By Ian Ziller
Throughout the Middle Ages how medicine was practiced probably wasn’t the best and would definitely be considered primitive by today’s standards. For example, one of their practices was blood letting where basically the patient was cut open in order to let the bad blood that was making you sick bleed out of you. However, the loss of blood had the result of making you worse, which could actually lead to death from this medical practice as opposed to healing you.
Another practice that might have been a little better was to simply pray for you to get better hoping that you would improve by God’s favor. However, it did little good and you were still likely to die, though it did have the side bonus of not actually harming you so essentially it was the same as doing nothing, which was better than blood letting you.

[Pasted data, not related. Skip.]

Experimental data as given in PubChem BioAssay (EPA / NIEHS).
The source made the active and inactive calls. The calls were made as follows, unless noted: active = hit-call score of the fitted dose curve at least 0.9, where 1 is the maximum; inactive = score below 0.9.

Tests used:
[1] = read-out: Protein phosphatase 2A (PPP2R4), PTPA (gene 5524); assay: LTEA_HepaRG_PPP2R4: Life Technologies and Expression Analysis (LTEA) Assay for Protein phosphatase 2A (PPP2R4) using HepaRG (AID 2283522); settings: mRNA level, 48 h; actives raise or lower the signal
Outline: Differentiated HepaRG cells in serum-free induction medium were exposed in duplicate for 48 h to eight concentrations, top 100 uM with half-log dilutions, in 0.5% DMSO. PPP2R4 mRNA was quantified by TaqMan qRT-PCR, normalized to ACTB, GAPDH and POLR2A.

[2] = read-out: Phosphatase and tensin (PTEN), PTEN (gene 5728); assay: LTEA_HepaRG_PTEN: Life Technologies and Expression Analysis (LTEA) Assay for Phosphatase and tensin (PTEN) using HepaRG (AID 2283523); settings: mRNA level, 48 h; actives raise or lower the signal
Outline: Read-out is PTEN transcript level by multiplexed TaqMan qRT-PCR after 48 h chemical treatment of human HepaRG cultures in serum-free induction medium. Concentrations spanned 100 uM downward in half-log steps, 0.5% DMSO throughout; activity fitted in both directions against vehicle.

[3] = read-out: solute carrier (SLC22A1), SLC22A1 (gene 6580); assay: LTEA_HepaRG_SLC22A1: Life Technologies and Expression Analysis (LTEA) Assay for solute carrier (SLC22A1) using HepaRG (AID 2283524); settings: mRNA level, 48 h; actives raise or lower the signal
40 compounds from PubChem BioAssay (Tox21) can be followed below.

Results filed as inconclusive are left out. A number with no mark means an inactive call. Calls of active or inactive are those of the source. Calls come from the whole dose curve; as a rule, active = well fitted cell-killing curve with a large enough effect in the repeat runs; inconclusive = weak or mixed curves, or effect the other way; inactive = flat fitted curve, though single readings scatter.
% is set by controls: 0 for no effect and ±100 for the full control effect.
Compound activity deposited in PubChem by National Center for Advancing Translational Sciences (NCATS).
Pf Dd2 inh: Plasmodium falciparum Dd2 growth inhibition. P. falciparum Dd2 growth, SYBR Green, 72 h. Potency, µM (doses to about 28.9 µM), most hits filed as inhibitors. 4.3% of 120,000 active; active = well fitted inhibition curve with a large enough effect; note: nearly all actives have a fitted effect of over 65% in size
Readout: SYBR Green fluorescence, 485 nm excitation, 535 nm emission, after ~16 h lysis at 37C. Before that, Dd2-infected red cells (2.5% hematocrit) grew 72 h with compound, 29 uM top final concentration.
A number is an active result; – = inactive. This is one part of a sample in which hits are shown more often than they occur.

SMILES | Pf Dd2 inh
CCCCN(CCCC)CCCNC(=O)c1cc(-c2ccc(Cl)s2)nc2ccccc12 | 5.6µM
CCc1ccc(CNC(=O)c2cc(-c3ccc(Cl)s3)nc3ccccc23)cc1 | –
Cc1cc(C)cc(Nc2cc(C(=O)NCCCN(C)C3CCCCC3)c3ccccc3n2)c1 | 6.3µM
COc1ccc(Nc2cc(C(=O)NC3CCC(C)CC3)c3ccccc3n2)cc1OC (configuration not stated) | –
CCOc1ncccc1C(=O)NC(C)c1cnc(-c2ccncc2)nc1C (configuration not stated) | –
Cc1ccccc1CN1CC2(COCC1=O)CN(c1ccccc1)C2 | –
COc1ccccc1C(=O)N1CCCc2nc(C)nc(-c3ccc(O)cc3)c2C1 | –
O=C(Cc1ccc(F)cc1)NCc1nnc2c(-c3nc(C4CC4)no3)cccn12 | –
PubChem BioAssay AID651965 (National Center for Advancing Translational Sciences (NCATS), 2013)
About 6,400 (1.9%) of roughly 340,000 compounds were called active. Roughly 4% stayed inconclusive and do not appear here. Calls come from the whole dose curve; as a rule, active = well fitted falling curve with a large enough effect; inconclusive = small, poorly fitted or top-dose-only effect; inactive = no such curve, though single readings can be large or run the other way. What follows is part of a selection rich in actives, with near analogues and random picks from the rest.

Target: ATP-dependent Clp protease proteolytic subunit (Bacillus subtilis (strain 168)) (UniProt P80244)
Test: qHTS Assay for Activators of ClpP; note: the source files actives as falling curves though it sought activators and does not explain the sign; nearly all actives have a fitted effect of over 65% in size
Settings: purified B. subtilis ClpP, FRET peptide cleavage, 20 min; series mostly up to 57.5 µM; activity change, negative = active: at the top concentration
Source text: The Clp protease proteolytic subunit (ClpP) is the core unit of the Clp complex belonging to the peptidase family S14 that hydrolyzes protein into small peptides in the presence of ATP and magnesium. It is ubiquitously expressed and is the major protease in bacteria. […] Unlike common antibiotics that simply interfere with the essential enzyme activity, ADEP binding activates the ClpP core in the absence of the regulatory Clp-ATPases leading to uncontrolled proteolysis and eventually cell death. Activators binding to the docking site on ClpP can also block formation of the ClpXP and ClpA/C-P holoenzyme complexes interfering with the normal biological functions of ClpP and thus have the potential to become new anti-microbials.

Not only was this very primitive but it was not always the case. For example, the Greeks and the Romans used much more advanced forms of medicine so it can be argued that the human race went very far back in and did not advance as much as in the middle ages, since we seemed to be much more advanced in the Roman era then we did in the middle ages. So from all of these bits of evidence we can come to the conclusion that medieval medicine was very primitive.